3 We lose vigor by lying abed in health, longer than for necessary sleep; the mind is less tranquil, the body less disposed for refreshing sleep, appetite and digestion are lessened. Few things contribute so much to preserve health and prolong life, as going to bed early and rising early. Boston Medical Intelligencer.

4 It is a reprehensible practice, in many parents, to prevent their younger children from acquiring the pleasant habit of early rising, for the purpose of "keeping them out of the way in the morning." The habit of rising at daybreak or earlier during the winter season, and washing the face and hands with cold water, ought to be enjoined as an indispensible duty in every public school, or domestic nursery.

5 Rising early is not only a healthy and agreeable habit, and cheap,and easy to preserve, when once acquired,—but profitable, and generally absolutely necessary to success in the pursuit of wealth, prosperity, and happiness.

6 Mr. John M'Leod, the proprietor and principal of the Central Academy, at Washington City, has given an example worthy of universal imitation, and demonstrated how easily children can be led into the path of duty by rewards and proper discipline. His pupils rise voluntarily and constantly at day light or earlier, J. T.

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Of the Nature and State of Man, with respect to the Universe.

1 AWAKE! my St. John! leave all meaner things
To low ambition, and the pride of kings.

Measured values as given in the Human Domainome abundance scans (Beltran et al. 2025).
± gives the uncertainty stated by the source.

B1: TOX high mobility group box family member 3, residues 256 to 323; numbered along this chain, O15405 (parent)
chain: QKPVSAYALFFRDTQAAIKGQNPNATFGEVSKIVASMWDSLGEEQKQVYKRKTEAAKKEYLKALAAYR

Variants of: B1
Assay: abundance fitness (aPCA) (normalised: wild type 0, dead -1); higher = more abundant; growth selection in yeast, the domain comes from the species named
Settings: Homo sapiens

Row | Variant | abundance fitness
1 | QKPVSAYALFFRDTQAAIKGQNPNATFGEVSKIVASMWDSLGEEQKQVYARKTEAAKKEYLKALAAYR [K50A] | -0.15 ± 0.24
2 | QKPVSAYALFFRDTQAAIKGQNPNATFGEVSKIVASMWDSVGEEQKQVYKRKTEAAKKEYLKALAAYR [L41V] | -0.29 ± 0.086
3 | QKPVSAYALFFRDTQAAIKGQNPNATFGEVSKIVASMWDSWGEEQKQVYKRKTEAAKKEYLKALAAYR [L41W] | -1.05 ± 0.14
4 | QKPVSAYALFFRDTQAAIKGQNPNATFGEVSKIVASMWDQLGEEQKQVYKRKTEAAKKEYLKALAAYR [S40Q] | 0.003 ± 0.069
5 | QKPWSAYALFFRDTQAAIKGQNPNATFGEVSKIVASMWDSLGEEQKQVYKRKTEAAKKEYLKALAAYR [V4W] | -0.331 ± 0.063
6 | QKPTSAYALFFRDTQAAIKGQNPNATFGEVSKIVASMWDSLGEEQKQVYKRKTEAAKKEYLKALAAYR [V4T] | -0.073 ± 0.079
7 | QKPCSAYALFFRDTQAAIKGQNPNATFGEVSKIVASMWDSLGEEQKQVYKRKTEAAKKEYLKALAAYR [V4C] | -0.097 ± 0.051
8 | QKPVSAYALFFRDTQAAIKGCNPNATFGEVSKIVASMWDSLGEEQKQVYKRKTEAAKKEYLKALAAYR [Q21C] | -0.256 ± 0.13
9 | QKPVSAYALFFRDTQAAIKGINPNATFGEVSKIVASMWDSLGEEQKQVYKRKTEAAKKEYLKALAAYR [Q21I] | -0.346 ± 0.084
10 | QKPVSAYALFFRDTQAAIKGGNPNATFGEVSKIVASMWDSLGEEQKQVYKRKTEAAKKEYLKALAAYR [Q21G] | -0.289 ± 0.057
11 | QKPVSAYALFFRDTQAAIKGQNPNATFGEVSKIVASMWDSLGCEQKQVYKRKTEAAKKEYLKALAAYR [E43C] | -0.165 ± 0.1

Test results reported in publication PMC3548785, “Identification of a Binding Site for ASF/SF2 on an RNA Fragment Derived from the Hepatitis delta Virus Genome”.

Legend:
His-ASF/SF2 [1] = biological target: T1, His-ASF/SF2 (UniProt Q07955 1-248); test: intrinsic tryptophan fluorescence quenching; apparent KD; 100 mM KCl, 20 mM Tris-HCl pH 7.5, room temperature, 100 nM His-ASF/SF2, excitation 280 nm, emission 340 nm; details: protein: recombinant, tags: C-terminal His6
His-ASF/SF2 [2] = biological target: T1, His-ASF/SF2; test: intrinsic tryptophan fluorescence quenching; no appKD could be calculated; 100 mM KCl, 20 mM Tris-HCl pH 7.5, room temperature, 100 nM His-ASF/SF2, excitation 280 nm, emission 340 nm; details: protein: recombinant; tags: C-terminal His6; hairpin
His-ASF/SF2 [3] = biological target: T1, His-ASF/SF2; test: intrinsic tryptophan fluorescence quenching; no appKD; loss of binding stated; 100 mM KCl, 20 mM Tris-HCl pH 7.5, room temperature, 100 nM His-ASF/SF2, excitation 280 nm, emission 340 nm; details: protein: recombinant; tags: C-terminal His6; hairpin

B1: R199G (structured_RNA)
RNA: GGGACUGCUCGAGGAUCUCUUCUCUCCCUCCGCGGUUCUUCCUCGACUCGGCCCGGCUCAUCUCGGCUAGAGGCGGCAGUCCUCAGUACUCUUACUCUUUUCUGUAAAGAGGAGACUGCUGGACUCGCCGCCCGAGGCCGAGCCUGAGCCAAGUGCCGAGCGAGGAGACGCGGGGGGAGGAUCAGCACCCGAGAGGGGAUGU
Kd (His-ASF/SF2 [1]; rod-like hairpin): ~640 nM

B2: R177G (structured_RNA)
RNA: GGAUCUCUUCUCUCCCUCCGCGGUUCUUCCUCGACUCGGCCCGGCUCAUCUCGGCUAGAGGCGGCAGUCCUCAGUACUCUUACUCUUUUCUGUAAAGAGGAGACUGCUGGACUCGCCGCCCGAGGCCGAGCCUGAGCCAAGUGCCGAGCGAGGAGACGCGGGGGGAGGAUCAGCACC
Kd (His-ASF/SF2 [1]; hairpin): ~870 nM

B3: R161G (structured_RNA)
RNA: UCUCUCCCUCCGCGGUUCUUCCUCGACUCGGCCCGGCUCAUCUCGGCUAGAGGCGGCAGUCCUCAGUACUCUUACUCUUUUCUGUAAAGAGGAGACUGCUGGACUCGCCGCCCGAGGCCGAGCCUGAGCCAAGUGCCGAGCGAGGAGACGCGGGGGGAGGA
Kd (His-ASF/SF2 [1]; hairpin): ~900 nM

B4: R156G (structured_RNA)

Let us (since life can little more supply
Than just to look about us and to die)
Expatiate free o'er all this scene of man;
A mighty maze! but not without a plan;

A wild, where weeds and flow'rs promiscuous shoot,
Or garden, tempting with forbidden fruit.

2 Together let us beat this ample field,
Try what the open, what the covert yield,
The latent tracks, the giddy heights explore
Of all who blindly creep, or sightless soar;
Eye nature's walks, shoot folly as it flies,
And catch the manners living as they rise;
Laugh where we must, be candid where we can,
But vindicate the ways of God to man.

3 Say first, of God above, or man below,
What can we reason, but from what we know;
Of man what see we, but his station here,
From which to reason, or to which refer?

Through worlds unnumber'd, though the God be known, 'Tis ours to trace him only in our own.

4 He, who through vast immensity can pierce,
See worlds on worlds compose one universe,
Observe how system into system runs,
What other planets circle other suns,
What varied being peoples every star,
May tell, why Heav'n has made us as we are.

5 But of this frame, the bearings and the ties, The strong connexions, nice dependencies, Gradations just, has thy pervading soul Look'd through? Or, can a part contain the whole? 6 Respecting man, whatever wrong we call, May, must be right, as relative to all.

In human works, though labour'd on with pain,
A thousand movements scarce one purpose gain;
In God's, one single can its end produce,

Yet serves to second too some other use.

7 When the proud steed shall know why man restrains His fiery course, or drives him o'er the plains; When the dull ox, why now he breaks the clod, Is now a victim, and now Egypt's god; Then shall man's pride and dulness comprehend His actions', passions', being's use and end; Why doing, suff'ring, check'd, impell'd; and why This hour a slave, the next a deity.